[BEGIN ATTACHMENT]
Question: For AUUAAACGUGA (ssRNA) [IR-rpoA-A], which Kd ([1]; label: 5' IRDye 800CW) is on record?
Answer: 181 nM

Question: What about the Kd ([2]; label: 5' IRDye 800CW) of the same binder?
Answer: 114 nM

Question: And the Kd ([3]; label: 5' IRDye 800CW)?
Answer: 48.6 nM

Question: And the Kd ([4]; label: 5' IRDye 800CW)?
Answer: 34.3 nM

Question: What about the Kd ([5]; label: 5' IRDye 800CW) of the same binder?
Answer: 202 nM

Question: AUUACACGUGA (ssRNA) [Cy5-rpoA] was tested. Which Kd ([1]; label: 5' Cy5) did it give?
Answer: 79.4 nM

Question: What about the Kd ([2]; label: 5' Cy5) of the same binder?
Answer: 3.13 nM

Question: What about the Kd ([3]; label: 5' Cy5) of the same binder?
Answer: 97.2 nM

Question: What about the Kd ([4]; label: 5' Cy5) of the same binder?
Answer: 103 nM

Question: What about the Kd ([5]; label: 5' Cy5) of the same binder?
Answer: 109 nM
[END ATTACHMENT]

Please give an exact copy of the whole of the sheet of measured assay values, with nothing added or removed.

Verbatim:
Question: For AUUAAACGUGA (ssRNA) [IR-rpoA-A], which Kd ([1]; label: 5' IRDye 800CW) is on record?
Answer: 181 nM

Question: What about the Kd ([2]; label: 5' IRDye 800CW) of the same binder?
Answer: 114 nM

Question: And the Kd ([3]; label: 5' IRDye 800CW)?
Answer: 48.6 nM

Question: And the Kd ([4]; label: 5' IRDye 800CW)?
Answer: 34.3 nM

Question: What about the Kd ([5]; label: 5' IRDye 800CW) of the same binder?
Answer: 202 nM

Question: AUUACACGUGA (ssRNA) [Cy5-rpoA] was tested. Which Kd ([1]; label: 5' Cy5) did it give?
Answer: 79.4 nM

Question: What about the Kd ([2]; label: 5' Cy5) of the same binder?
Answer: 3.13 nM

Question: What about the Kd ([3]; label: 5' Cy5) of the same binder?
Answer: 97.2 nM

Question: What about the Kd ([4]; label: 5' Cy5) of the same binder?
Answer: 103 nM

Question: What about the Kd ([5]; label: 5' Cy5) of the same binder?
Answer: 109 nM